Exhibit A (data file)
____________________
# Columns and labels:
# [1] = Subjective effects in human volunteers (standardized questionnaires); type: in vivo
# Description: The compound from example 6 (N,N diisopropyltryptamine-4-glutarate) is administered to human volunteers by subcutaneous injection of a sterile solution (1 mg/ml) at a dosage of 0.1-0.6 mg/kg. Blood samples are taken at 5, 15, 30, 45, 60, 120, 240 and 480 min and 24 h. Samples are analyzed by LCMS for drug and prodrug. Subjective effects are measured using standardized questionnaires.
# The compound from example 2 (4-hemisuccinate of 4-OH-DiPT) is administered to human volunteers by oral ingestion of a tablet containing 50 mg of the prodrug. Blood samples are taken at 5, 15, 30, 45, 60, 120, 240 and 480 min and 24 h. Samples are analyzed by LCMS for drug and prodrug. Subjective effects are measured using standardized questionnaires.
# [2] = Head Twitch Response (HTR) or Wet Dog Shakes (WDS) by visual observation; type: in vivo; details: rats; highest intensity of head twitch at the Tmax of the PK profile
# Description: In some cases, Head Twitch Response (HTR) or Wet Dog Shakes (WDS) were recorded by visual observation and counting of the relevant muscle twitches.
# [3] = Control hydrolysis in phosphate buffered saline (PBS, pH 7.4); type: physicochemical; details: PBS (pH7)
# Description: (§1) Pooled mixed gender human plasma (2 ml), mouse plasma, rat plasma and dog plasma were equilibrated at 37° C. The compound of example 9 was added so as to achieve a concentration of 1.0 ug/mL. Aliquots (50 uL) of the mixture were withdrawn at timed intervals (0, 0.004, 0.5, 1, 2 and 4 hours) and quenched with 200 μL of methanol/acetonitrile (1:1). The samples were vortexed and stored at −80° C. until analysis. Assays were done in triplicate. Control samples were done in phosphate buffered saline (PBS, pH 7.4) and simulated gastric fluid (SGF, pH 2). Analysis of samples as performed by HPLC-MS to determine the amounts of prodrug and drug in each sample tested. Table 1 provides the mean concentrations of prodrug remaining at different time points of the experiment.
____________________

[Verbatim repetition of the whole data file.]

# Columns and labels:
# [1] = Subjective effects in human volunteers (standardized questionnaires); type: in vivo
# Description: The compound from example 6 (N,N diisopropyltryptamine-4-glutarate) is administered to human volunteers by subcutaneous injection of a sterile solution (1 mg/ml) at a dosage of 0.1-0.6 mg/kg. Blood samples are taken at 5, 15, 30, 45, 60, 120, 240 and 480 min and 24 h. Samples are analyzed by LCMS for drug and prodrug. Subjective effects are measured using standardized questionnaires.
# The compound from example 2 (4-hemisuccinate of 4-OH-DiPT) is administered to human volunteers by oral ingestion of a tablet containing 50 mg of the prodrug. Blood samples are taken at 5, 15, 30, 45, 60, 120, 240 and 480 min and 24 h. Samples are analyzed by LCMS for drug and prodrug. Subjective effects are measured using standardized questionnaires.
# [2] = Head Twitch Response (HTR) or Wet Dog Shakes (WDS) by visual observation; type: in vivo; details: rats; highest intensity of head twitch at the Tmax of the PK profile
# Description: In some cases, Head Twitch Response (HTR) or Wet Dog Shakes (WDS) were recorded by visual observation and counting of the relevant muscle twitches.
# [3] = Control hydrolysis in phosphate buffered saline (PBS, pH 7.4); type: physicochemical; details: PBS (pH7)
# Description: (§1) Pooled mixed gender human plasma (2 ml), mouse plasma, rat plasma and dog plasma were equilibrated at 37° C. The compound of example 9 was added so as to achieve a concentration of 1.0 ug/mL. Aliquots (50 uL) of the mixture were withdrawn at timed intervals (0, 0.004, 0.5, 1, 2 and 4 hours) and quenched with 200 μL of methanol/acetonitrile (1:1). The samples were vortexed and stored at −80° C. until analysis. Assays were done in triplicate. Control samples were done in phosphate buffered saline (PBS, pH 7.4) and simulated gastric fluid (SGF, pH 2). Analysis of samples as performed by HPLC-MS to determine the amounts of prodrug and drug in each sample tested. Table 1 provides the mean concentrations of prodrug remaining at different time points of the experiment.